"In using wikis, students are not only learning how to publish content; they are also learning how to develop and use all sorts of collaborative skills, negotiating with others the to agree on correctness, meaning, relevance, and more. In essence, students begin to teach each other." (Richardson, 2005, p.19)

What is a Wiki?

A wiki is a web site that lets any visitor become a participant: you can create or edit the actual site contents without any special technical knowledge or tools. All you need is a computer with an Internet connection. A wiki is continuously “under revision.” It is a living collaboration whose purpose is the sharing of the creative process and product by many. One famous example is Wiki-pedia, an online encyclopedia with no “authors” but millions of contributors and editors. The word "wiki" comes from Hawaiian language, meaning "quick" or "fast."

What is the difference between a wiki and a blog?

A blog, or web log, shares writing and multimedia content in the form of “posts” (starting point entries) and “comments” (responses to the posts). While commenting, and even posting, are open to the members of the blog or the general public, no one is able to change a comment or post made by another. The usual format is post-comment-comment-comment, and so on. For this reason, blogs are often the vehicle of choice to express individual opinions.
A wiki has a far more open structure and allows others to change what one person has written. This openness may trump individual opinion with group consensus.

Source: http://www.teachersfirst.com/content/wiki

Wikis in the Classroom Video by Vicki Davis
Wikis in Plain English Video on YouTube

Wikis in Plain English Video on TeacherTube

Wiki Walkthrough

Using a Wiki

Learn how to use a Wiki with an activity called Favorite Holiday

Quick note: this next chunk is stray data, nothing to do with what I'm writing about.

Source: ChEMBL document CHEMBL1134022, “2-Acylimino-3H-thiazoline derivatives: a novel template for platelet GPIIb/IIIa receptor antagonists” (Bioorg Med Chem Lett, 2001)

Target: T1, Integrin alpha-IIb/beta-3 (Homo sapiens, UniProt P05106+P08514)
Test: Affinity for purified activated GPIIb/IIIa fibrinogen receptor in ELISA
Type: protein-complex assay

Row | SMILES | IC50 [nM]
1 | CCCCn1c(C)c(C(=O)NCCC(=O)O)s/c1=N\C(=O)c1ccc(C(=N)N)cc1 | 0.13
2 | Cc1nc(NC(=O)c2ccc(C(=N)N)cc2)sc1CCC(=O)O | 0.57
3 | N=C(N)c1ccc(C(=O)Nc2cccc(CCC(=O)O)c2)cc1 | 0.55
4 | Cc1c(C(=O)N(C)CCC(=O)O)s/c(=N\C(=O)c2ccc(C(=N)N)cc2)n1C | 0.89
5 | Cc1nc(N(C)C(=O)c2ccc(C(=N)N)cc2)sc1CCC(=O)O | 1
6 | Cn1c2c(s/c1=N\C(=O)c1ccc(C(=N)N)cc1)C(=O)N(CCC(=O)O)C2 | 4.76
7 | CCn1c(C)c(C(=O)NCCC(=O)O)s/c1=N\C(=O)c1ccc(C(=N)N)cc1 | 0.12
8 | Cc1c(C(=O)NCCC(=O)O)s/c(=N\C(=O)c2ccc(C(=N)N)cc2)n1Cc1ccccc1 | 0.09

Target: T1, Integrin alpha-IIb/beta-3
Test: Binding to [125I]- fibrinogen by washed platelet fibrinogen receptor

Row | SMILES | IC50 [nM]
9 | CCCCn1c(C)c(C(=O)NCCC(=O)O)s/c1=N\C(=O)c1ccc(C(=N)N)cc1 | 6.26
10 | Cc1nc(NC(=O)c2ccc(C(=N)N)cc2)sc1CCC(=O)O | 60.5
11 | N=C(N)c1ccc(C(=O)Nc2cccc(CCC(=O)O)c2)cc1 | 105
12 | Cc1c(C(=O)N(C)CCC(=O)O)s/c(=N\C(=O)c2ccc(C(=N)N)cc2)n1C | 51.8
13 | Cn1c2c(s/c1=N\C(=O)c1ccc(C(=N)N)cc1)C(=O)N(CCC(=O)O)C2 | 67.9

Wiki Help on this site, and Wikispaces help (which is very good) is located on the top of each page.
Wikispaces Tour
Here is an interactive tour that introduces you to the functions of Wikispaces and demonstrates how to create your own wiki. Choose a topic from "Choose a Tour" from the top of a page to see the demonstration.
Expanding the Story A lesson using wikis

"For a wiki to work it requires active participation by many people, building a resource that participants and observers view as having value and being worthwhile." (Stephens, 2006)

Wiki Ideas

Examples of Wikis Used for Education

Many Examples of Wikis Used in Education
Terry the Tennis Ball Wiki
The Wright 3 Wiki
Unsolved Mysteries Wiki
CSI Wiki
Pirate Wiki
Flat Planet
Wiki of Ancient Egypt
Primary Math Wiki This wiki has been set up for primary classes to share their math learning with other classes around the world.
The 100th Day Project
Welcome to Room 15 Wiki! This wiki is a classroom wiki. It is used for sharing student work, class happenings, and homework.
DIgital Citizenship Wiki An example of collaborative research and authoring
Mrs. Maine's Wiki
Mrs. Barwick's Island Wiki
Spice it Up a Notch with Nutmeg! Wiki
Creating Community Builders
Outdoor Culture and Technology Class
Bayou St. John Wikipedia Article written by students
Westwood School Wiki
American History 7th Grade Wiki
Pre-Cal Solution Manuel This is a place for students to help each other learn by writing a collaborative solutions manual!
AP Cal Exam Prep Wiki
Applied Math Solutions Wiki
Foldables Wiki
EASTCONN Tech Council
Wiki Grading Rubric
EO Biology
Arts in the Afternoon
Voices of the World Voices of the World is a global project that unites children's voices from around the world.
Free Reading Open resource and community for early literacy educators
Freedom Train A site where students share what they have learned about the quest for freedom and equality

How to Create a Free Ad-Free Wiki Directions for getting started.

Free Wikispaces for K-12 Teachers (no advertising) Click here to sign up for a free wikispace.
PB Wiki Free wikis for educators

Wikispaces Frequently Asked Questions for Teachers

Color schemes for your wiki Customize your colors by creating a color scheme here. Then copy and paste the code into your wiki look and feel page.

Cascading Style Sheets (CSS) Information on CSS Structure and Rules and basic introduction on what it is and what it does.